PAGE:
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On May, 24, 2019, Jolien Cremers defended her thesis entitled One Direction? Modelling Circular Data in the Social Sciences using the Embedding Approach
One Direction? Modelling Circular Data in the Social Sciences using the Embedding Approach
In the social sciences there are numerous examples of circular data. It occurs in research on the human sense of direction, eye movements or the synchronization of movement or sound. But also when we are interested in the time of day a specific event occurs measurements are on a circular scale. Typical of social science however is that specific circular measurement instruments are used. Examples of these are the political spectrum with its left-right and liberal-conservative axes or the so-called ‘rose of Leary’ from psychology that is used to classify the interactions between individuals.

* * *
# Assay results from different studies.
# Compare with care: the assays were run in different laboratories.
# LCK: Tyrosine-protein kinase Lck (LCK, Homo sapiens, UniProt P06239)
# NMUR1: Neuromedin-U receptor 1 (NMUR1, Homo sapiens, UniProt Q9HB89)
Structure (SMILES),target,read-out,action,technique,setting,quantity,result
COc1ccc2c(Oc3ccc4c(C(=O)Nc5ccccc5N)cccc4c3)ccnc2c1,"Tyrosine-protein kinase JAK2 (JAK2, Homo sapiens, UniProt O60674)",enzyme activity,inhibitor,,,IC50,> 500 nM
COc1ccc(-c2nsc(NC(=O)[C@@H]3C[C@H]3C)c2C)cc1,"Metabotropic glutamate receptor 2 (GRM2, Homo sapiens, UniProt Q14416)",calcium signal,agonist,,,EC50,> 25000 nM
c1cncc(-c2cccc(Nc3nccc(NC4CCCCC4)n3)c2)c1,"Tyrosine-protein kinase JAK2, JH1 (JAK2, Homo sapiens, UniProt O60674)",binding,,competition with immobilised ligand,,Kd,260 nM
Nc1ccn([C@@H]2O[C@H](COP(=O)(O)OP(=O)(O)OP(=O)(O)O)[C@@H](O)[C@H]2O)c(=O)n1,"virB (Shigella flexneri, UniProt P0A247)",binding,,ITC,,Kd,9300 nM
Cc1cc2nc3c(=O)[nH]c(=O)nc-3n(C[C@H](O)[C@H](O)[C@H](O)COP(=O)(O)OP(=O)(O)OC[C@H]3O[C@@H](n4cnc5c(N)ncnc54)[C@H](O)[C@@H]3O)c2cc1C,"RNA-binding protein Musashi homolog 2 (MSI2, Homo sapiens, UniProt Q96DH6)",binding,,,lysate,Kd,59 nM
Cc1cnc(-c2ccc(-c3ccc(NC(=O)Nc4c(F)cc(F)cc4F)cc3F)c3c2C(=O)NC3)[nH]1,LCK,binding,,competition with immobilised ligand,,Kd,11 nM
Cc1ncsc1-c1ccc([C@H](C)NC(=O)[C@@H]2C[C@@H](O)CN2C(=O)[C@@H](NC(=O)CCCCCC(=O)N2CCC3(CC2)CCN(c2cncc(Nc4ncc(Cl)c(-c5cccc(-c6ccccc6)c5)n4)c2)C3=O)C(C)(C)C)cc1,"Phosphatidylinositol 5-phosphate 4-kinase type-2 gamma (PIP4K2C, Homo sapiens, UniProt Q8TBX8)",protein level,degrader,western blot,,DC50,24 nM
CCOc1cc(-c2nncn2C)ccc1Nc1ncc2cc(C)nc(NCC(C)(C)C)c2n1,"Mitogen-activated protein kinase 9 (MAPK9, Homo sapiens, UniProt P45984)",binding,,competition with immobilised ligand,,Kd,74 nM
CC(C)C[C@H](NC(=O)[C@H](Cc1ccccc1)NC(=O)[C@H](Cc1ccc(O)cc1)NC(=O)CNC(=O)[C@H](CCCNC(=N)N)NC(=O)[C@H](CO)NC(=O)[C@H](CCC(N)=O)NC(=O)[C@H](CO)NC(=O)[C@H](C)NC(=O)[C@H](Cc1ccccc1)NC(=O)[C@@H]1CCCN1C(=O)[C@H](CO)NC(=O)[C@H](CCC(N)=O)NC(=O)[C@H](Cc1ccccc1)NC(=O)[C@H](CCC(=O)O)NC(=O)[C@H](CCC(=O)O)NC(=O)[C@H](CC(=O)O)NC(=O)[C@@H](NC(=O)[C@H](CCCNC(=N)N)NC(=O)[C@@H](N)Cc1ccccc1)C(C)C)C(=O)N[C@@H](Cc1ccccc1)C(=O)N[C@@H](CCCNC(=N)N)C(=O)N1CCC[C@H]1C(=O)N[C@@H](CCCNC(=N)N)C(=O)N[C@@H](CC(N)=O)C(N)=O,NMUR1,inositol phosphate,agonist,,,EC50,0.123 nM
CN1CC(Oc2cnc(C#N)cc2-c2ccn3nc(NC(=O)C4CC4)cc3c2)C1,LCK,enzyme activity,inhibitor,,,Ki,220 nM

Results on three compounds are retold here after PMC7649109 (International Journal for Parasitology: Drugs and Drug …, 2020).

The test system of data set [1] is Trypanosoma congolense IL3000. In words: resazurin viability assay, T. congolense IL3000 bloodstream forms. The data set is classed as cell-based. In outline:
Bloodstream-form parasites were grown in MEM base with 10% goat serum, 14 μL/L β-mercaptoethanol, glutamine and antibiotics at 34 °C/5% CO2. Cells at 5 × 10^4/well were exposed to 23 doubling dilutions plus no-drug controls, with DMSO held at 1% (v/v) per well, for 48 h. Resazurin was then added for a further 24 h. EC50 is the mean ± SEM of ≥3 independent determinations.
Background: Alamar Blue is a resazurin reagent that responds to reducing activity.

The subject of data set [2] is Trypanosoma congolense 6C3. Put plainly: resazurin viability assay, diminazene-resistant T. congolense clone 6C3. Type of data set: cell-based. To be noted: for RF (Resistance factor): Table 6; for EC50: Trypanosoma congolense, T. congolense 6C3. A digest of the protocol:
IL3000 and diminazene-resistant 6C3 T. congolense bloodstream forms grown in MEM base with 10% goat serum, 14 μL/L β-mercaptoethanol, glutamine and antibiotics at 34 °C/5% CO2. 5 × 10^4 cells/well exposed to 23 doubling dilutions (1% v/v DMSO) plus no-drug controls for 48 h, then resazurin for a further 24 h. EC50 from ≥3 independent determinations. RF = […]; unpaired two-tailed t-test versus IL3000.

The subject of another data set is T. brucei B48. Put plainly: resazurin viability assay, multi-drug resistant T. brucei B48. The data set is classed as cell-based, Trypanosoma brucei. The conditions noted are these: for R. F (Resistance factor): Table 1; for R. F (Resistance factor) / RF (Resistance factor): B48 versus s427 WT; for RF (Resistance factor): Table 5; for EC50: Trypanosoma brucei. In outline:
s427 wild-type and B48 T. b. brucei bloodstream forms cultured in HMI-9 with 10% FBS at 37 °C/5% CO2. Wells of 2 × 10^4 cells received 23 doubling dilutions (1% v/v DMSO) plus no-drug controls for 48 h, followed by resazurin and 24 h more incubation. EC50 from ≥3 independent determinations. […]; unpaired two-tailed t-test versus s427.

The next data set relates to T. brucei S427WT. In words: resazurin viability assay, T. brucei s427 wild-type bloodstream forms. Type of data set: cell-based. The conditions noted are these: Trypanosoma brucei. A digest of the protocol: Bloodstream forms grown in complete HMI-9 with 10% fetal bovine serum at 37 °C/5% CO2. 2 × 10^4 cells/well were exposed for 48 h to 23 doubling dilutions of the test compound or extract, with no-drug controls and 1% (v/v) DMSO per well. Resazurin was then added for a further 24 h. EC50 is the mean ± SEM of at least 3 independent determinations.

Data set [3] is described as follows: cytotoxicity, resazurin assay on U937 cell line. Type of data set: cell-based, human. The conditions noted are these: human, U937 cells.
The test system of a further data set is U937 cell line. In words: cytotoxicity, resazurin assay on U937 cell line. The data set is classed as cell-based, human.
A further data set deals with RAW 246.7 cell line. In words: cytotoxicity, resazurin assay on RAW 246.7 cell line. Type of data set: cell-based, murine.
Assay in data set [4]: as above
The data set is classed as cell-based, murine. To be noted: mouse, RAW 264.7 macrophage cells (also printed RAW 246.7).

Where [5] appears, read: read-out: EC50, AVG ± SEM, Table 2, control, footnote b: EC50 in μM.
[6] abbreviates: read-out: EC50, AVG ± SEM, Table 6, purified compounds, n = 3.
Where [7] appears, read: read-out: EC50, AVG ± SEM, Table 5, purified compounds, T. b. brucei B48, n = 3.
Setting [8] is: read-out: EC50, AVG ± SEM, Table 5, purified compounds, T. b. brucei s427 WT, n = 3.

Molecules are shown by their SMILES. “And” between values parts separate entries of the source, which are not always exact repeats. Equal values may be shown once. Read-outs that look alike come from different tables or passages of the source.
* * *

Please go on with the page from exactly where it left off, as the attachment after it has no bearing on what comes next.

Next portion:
In this dissertation we make use of one specific approach to analyse circular data: the embedding approach. In this approach we assume that the circular variable originates from a projection of a latent variable in bivariate space to the circle. This is advantageous in comparison to other approaches to circular data because we can make use of existing methods for bivariate data, but the interpretation of results can be challenging. We alleviate this disadvantage in interpretation by developing new tools that translate the bivariate results to the circle.
Although circular data occurs relatively often in the social sciences, methods that were specifically developed for the use of this data are not used that often. This dissertation therefore has three goals: making methods for circular data available to the applied researcher, testing available methods for circular data and adapting (and extending) those methods to make them fit for use by social scientists.
Prof. dr. Herbert Hoijtink & Dr. Irene Klugkist
NWO – Vidi